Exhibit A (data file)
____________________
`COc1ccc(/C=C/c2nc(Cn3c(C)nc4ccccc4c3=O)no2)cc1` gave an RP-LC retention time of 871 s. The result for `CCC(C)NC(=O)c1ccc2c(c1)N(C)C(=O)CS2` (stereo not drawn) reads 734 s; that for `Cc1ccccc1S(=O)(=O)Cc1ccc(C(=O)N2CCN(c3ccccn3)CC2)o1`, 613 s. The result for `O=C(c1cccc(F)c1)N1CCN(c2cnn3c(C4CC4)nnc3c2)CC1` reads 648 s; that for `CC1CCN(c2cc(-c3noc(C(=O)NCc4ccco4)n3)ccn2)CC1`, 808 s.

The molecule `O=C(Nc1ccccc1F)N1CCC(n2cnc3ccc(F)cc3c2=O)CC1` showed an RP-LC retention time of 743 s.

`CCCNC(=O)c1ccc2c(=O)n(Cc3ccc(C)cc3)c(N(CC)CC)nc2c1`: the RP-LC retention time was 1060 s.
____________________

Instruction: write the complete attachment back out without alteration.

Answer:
`COc1ccc(/C=C/c2nc(Cn3c(C)nc4ccccc4c3=O)no2)cc1` gave an RP-LC retention time of 871 s. The result for `CCC(C)NC(=O)c1ccc2c(c1)N(C)C(=O)CS2` (stereo not drawn) reads 734 s; that for `Cc1ccccc1S(=O)(=O)Cc1ccc(C(=O)N2CCN(c3ccccn3)CC2)o1`, 613 s. The result for `O=C(c1cccc(F)c1)N1CCN(c2cnn3c(C4CC4)nnc3c2)CC1` reads 648 s; that for `CC1CCN(c2cc(-c3noc(C(=O)NCc4ccco4)n3)ccn2)CC1`, 808 s.

The molecule `O=C(Nc1ccccc1F)N1CCC(n2cnc3ccc(F)cc3c2=O)CC1` showed an RP-LC retention time of 743 s.

`CCCNC(=O)c1ccc2c(=O)n(Cc3ccc(C)cc3)c(N(CC)CC)nc2c1`: the RP-LC retention time was 1060 s.